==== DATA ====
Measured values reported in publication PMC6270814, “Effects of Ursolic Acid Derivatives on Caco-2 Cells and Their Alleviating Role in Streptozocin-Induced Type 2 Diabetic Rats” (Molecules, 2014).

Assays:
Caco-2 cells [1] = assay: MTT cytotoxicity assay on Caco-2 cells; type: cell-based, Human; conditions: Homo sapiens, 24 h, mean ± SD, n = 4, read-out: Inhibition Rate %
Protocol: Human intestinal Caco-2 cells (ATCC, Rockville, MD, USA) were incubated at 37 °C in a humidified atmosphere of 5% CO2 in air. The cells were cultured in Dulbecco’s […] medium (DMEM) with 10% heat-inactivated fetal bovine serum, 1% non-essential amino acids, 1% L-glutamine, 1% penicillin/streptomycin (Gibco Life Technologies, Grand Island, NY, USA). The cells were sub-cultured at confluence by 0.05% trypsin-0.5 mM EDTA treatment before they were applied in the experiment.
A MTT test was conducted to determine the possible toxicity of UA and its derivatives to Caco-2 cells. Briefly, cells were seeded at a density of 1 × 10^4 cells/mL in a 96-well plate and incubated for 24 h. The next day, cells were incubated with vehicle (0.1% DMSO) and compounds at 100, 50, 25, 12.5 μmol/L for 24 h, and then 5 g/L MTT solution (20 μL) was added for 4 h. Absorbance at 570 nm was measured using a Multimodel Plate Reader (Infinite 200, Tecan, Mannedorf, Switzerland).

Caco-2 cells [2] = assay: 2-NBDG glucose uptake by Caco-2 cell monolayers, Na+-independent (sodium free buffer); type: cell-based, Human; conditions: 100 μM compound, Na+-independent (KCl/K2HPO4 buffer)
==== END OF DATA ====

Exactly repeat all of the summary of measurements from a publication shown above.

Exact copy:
Measured values reported in publication PMC6270814, “Effects of Ursolic Acid Derivatives on Caco-2 Cells and Their Alleviating Role in Streptozocin-Induced Type 2 Diabetic Rats” (Molecules, 2014).

Assays:
Caco-2 cells [1] = assay: MTT cytotoxicity assay on Caco-2 cells; type: cell-based, Human; conditions: Homo sapiens, 24 h, mean ± SD, n = 4, read-out: Inhibition Rate %
Protocol: Human intestinal Caco-2 cells (ATCC, Rockville, MD, USA) were incubated at 37 °C in a humidified atmosphere of 5% CO2 in air. The cells were cultured in Dulbecco’s […] medium (DMEM) with 10% heat-inactivated fetal bovine serum, 1% non-essential amino acids, 1% L-glutamine, 1% penicillin/streptomycin (Gibco Life Technologies, Grand Island, NY, USA). The cells were sub-cultured at confluence by 0.05% trypsin-0.5 mM EDTA treatment before they were applied in the experiment.
A MTT test was conducted to determine the possible toxicity of UA and its derivatives to Caco-2 cells. Briefly, cells were seeded at a density of 1 × 10^4 cells/mL in a 96-well plate and incubated for 24 h. The next day, cells were incubated with vehicle (0.1% DMSO) and compounds at 100, 50, 25, 12.5 μmol/L for 24 h, and then 5 g/L MTT solution (20 μL) was added for 4 h. Absorbance at 570 nm was measured using a Multimodel Plate Reader (Infinite 200, Tecan, Mannedorf, Switzerland).

Caco-2 cells [2] = assay: 2-NBDG glucose uptake by Caco-2 cell monolayers, Na+-independent (sodium free buffer); type: cell-based, Human; conditions: 100 μM compound, Na+-independent (KCl/K2HPO4 buffer)